These screens illustrate NV’s iPad app at work as Panorama II motorsailed to the crystal blue anchorage off Cayo Largo, but let’s focus on NV’s data sources because isn’t that the key to good charts? Chart presentation is important, but only if the nav data presented is close to reality. Many of us who cruise the coasts of the U.S. or Europe may get complacent about chart accuracy, because whatever chart brand we use is based on quality data from the same official source, like NOAA or the UKHO, but that attitude is folly in places like Cuba (as you’ll soon see).
However, I can only vaguely describe how NV Charts sourced their Cuba charts even though I recently spoke at length with Hasko Schiedt, who founded NV in Germany with his wife Conny more than 35 years ago. In fact, Hasko began his “sources?” answer with a story about how NV beat his own country’s HO to market with quality charts of East German waters soon after the Berlin Wall came down in 1990. He says that’s when he fully realized that he could endanger data sources by revealing their identity, and he cited a similar experience with a Cuban cartographer who disappeared after several years of friendly meetings (and maybe more) at international hydrographic conventions. “Hopefully, he got to drive a cab!”
That may sound like the stuff of spy novels, but international chart data sourcing is mysterious. Claims of plagiarism are rampant, commercial chart manufacturers often resist revealing their sources for competitive reasons, and I find it quite credible that some cartographers are more interested in sharing their good work with mariners than abiding by the bureaucratic rules they may work under. Add the U.S. embargo on Cuban imports that even extends to foreign companies doing business in the U.S., and you’ve got a sourcing mess with multiple mysteries.
At any rate, at least some portion of NV’s current Cuba chart offerings is based on original surveying by Schiedt and his crew using the company’s handsome Duffy seen above at Marina Vita. “Other sources” seem to include some GeoCuba data as well as third parties like the British Admiralty and the U.S. National Geospatial-Intelligence Agency (NGA), who have sometimes produced their own charts covering some Cuban waters and possibly based on GeoCuba data, which, incidentally, is said to be largely the creation of Russian hydrographers back in the ’70s.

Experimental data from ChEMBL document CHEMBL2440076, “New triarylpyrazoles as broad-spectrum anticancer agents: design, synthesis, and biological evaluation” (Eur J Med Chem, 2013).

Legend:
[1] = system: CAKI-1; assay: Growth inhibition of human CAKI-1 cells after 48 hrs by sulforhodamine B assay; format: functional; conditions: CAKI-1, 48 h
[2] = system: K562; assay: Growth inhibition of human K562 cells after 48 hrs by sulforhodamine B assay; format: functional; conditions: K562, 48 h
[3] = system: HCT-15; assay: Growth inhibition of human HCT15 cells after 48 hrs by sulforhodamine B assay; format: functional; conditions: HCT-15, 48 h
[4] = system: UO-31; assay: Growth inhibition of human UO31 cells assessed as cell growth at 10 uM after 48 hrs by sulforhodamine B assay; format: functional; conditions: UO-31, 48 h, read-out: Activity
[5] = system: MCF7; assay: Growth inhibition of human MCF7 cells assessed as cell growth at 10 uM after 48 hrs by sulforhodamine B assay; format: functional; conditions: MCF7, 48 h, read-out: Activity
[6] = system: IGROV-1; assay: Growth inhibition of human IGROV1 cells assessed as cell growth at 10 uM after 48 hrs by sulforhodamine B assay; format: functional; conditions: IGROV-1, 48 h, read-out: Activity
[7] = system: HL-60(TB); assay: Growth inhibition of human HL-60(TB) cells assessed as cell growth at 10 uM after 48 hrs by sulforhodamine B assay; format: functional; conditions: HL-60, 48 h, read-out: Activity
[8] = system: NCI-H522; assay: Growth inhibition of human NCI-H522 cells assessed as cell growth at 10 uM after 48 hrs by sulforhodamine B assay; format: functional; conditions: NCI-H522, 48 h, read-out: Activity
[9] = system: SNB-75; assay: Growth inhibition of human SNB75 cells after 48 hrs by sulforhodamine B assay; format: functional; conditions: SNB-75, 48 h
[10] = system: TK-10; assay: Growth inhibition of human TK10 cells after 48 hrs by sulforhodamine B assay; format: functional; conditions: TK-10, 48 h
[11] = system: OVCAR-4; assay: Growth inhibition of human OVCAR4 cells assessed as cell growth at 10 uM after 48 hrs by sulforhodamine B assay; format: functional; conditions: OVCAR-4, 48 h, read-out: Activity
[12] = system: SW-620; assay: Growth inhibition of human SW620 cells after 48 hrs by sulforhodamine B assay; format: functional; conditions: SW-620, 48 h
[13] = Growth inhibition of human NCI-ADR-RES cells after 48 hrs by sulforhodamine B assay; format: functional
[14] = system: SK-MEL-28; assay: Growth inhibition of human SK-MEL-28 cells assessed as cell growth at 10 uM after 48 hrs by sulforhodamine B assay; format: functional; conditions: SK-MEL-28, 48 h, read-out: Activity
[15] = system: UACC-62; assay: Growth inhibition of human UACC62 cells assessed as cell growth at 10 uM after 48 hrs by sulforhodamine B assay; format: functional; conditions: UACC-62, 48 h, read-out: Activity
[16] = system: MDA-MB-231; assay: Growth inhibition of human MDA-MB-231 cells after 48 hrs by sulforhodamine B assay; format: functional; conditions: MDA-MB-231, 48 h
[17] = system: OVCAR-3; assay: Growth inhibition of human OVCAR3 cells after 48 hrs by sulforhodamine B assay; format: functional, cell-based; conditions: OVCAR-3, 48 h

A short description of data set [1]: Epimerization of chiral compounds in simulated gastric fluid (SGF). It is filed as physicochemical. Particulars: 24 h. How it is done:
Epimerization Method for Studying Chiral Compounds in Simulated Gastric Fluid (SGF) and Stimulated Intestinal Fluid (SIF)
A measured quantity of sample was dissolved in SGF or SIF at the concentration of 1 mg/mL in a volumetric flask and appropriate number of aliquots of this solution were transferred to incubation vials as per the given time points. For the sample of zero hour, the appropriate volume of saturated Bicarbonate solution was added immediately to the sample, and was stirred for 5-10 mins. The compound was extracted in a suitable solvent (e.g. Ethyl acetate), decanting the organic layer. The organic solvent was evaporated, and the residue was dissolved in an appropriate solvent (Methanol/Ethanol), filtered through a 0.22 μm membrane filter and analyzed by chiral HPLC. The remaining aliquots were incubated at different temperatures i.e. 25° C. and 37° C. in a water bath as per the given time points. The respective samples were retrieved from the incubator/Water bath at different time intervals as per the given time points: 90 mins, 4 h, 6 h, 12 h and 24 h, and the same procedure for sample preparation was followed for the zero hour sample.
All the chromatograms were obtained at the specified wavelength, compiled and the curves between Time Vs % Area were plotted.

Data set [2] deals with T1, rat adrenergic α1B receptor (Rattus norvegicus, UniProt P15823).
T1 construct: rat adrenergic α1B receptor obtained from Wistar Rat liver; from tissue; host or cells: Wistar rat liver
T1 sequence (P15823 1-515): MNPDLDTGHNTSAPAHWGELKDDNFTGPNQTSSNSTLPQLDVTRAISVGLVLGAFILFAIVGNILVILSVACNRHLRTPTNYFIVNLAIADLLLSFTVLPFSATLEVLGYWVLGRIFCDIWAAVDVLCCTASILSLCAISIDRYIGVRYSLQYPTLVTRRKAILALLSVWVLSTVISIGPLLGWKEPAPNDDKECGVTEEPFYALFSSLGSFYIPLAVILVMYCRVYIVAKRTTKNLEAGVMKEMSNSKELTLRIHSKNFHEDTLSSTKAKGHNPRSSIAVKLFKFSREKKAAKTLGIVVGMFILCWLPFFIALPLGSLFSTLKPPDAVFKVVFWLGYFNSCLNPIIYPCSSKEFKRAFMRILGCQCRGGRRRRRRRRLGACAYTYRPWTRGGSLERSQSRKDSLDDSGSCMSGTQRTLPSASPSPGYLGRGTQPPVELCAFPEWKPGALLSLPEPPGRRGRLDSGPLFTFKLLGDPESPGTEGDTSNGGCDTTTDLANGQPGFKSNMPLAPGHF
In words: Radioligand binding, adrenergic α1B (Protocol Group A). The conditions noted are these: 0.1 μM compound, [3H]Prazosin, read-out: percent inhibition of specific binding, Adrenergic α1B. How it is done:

NV, like many other cartography shops, also uses high resolution satellite photography, though Hasko noted that he’s seen a number of Caribbean charting errors where reefs were shown as islets or vice versa because it’s hard to distinguish the two with only a birdseye view over clear ocean.
So it’s good for a chart maker to get out on the water, especially after they’ve already combined multiple data sources and identified areas of concern. I’m not sure what Hasko is doing in this photo, but he did get me laughing as he described how poor his Spanish got on the few occasions when local coastal authorities tried to interrupt one of his Cuban survey tracks, and how that fine Duffy suddenly got very slow to turn.
Learning from the rest
Now let’s see how the vagaries of data sourcing are revealed in other digital Cuba charts, and enjoy some armchair cruising along the way. The Nobeltec TimeZero App screen above is showing zoomed-out MapMedia raster charts along with a route I planned from Cienfuegos westward past Cayo Largo to a tantalizing anchorage off Cayo Campos. Notice how four different charts were quilted together to best fill this zoom level, and judging from their different color and font styles — rasters are essentially just scans of paper charts, after all — they’re all from different sources. This turned out to be a bad sign, and if the data was in consistent vector form, the hodgepodge of sources would not be obvious at all.
Why Cayo Campos? I’d also borrowed a copy of Nigel Calder’s Cuba: A Cruising Guide — published in 1999 after a herculean survey cruise, but possibly being updated as I write — and the prospect of a preserve with beautiful beaches, abundant lobsters, and the chance to hang out with monkeys got my attention. And while Nigel’s suggested (breaking) reef entry to the anchorage didn’t appeal even to my armchair cruising style, the alternate route via the Canalizo Aguardiente seemed reasonable, and he’d created chartlets of both, apparently based on fairly detailed GeoCuba charts. (I did compare all these chart sets to the real world wherever Panorama II went, but she was too deep for Cayo Campos and I didn’t get to set the itinerary.)